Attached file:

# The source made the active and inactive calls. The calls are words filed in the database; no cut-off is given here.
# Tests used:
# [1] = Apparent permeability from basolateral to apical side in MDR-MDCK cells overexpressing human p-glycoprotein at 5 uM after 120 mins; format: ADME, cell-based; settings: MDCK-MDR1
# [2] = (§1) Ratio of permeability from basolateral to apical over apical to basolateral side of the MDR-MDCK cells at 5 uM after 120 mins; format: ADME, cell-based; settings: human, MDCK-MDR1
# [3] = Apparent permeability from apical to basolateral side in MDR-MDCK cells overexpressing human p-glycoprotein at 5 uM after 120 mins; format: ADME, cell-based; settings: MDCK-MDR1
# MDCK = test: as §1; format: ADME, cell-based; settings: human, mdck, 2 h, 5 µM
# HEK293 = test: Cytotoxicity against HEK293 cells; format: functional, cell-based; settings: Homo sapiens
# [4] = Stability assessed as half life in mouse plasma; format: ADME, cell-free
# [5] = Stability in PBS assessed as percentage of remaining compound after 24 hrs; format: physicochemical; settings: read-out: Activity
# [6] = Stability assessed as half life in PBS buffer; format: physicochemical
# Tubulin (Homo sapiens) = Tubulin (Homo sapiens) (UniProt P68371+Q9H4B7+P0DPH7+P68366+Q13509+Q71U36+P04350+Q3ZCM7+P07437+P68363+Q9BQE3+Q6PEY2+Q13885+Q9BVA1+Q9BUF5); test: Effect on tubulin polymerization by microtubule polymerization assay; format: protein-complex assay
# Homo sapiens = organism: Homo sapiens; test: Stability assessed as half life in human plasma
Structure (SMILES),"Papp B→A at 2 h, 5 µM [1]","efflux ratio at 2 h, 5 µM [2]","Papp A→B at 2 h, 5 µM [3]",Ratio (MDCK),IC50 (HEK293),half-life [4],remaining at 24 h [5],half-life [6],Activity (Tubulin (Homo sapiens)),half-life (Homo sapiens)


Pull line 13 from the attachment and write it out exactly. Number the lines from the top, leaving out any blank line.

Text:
Structure (SMILES),"Papp B→A at 2 h, 5 µM [1]","efflux ratio at 2 h, 5 µM [2]","Papp A→B at 2 h, 5 µM [3]",Ratio (MDCK),IC50 (HEK293),half-life [4],remaining at 24 h [5],half-life [6],Activity (Tubulin (Homo sapiens)),half-life (Homo sapiens)